Smith is the first Australian to win this event since Greg Norman in 1993 at Royal St. George's. Norman was asked not to return this year — there was no indication he was coming — because he heads the Saudi-funded LIV Golf Series that has offered millions to attract players including Bryson DeChambeau and Dustin Johnson, major champions who finished in the top 10 at St. Andrews.

This day belonged to Smith and his putter that answered every test.

McIlroy was playing controlled golf, his only birdie a two-putt from 18 feet on the par-5 fifth. Norway's Viktor Hovland, who started the final round tied with McIlroy, was never a factor. He didn't make his first birdie until the 12th hole and closed with a 74 to share fourth with England's Tommy Fleetwood (67) at 14 under, four behind McIlroy.

That run by Smith on the back nine is now part of British Open lore.

He hit a nifty pitch to five feet for birdie on the short 10th. He was bold to a back pin on the par-3 11th and holed a 15-foot birdie, and he birdied the next two holes from about that length. His fifth in a row was a putt from 90 feet on the par-5 14th, over a huge mound and down the slope to tap-in range that gave him the lead for the first time.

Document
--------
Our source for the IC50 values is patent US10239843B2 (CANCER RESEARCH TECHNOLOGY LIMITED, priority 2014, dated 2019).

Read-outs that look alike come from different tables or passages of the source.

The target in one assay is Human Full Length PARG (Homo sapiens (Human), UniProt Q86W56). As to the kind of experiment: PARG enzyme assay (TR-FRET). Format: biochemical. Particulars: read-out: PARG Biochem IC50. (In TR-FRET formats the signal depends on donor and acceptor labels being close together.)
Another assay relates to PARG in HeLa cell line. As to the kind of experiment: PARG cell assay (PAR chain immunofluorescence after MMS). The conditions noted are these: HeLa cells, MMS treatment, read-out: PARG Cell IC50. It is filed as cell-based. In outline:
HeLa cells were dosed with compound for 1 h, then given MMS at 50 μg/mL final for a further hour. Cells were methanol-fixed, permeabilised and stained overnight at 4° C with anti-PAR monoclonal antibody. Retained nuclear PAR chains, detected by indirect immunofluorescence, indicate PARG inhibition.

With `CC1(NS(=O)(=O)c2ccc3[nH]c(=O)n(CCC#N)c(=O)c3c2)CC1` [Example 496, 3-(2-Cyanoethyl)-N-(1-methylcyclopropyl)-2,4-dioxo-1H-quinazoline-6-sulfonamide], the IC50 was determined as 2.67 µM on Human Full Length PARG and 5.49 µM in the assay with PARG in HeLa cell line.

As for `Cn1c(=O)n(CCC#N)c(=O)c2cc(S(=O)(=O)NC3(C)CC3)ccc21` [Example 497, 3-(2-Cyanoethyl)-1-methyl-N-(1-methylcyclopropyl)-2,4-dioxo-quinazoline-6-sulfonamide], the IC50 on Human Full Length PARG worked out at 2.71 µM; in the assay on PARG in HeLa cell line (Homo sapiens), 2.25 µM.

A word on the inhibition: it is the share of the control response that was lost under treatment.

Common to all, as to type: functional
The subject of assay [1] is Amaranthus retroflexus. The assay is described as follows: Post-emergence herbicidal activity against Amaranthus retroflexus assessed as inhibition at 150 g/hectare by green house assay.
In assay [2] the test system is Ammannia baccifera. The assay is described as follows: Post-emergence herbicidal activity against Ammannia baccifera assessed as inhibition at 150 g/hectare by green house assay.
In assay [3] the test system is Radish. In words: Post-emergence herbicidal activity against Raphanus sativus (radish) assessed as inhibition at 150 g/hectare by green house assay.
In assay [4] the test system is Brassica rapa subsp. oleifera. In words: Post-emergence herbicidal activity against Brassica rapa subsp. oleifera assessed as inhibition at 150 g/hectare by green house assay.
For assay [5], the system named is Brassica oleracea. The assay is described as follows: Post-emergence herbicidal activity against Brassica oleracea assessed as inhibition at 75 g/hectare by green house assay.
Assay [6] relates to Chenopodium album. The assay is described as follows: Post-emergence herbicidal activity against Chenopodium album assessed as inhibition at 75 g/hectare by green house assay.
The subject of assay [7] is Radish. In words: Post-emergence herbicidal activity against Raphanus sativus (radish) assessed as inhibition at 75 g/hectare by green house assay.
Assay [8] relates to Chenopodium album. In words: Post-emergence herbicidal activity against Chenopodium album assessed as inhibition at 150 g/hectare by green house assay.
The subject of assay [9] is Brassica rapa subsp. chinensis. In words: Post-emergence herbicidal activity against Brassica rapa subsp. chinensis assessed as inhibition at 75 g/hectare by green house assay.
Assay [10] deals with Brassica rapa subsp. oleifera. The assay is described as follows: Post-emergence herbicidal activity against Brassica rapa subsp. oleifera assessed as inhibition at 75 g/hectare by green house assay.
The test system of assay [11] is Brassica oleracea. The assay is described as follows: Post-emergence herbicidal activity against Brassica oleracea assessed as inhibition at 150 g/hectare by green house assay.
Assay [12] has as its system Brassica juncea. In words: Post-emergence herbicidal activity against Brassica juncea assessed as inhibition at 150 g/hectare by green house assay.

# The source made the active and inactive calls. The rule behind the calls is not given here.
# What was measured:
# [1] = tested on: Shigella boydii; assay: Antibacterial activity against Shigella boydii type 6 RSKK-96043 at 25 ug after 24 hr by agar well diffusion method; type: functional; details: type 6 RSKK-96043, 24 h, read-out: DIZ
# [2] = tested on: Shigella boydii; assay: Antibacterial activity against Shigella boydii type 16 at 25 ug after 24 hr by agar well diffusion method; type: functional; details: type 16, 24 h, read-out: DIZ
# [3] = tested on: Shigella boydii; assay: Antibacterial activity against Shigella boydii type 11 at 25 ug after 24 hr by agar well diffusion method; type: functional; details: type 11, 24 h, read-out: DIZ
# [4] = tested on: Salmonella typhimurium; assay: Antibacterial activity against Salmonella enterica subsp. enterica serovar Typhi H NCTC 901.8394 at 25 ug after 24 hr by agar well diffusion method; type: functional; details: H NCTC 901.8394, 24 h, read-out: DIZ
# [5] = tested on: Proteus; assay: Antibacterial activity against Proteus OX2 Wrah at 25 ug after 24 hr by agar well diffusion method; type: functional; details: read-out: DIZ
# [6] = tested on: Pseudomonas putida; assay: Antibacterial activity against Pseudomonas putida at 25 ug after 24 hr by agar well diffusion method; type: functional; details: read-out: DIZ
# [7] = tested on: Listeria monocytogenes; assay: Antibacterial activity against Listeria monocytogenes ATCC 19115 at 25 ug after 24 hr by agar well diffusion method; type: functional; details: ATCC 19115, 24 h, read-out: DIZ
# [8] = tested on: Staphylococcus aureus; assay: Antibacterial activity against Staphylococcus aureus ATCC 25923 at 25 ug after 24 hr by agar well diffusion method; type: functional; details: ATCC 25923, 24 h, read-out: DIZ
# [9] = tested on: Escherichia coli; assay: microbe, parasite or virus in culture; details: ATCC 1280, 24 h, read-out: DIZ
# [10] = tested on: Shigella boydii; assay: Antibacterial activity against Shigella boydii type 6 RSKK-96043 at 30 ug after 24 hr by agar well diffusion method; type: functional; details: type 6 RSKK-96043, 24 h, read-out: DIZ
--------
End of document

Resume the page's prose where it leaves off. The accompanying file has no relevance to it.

McIlroy couldn't catch up. His lag putting was terrific, but that wasn't what he needed. And he got no help from Smith, whose one missed shot set up his biggest challenge.

The Road Hole bunker was between him and the flag on the 17th. He used his putter to ride over the right edge of the bunker and onto the green, 10 feet away, and he poured in another putt, this one for par to stay in front.

Young had his chances in his first British Open. He left short a six-footer with about a foot of break on the 15th. He came up short with a wedge on the next hole. He drilled his drive and approach to the 17th, only to leave another birdie chance short.

He finally delivered, but all that got him was a 65 and the silver medal. In two majors this year, he missed a playoff by one shot at the PGA Championship and made his best putt too late at St. Andrews.

Smith made his last birdie and the engraver went to work on the claret jug, a prize first awarded to the 1873 champion at St. Andrews. There's a lot of history around this gray old town, and Smith became part of it in a big way.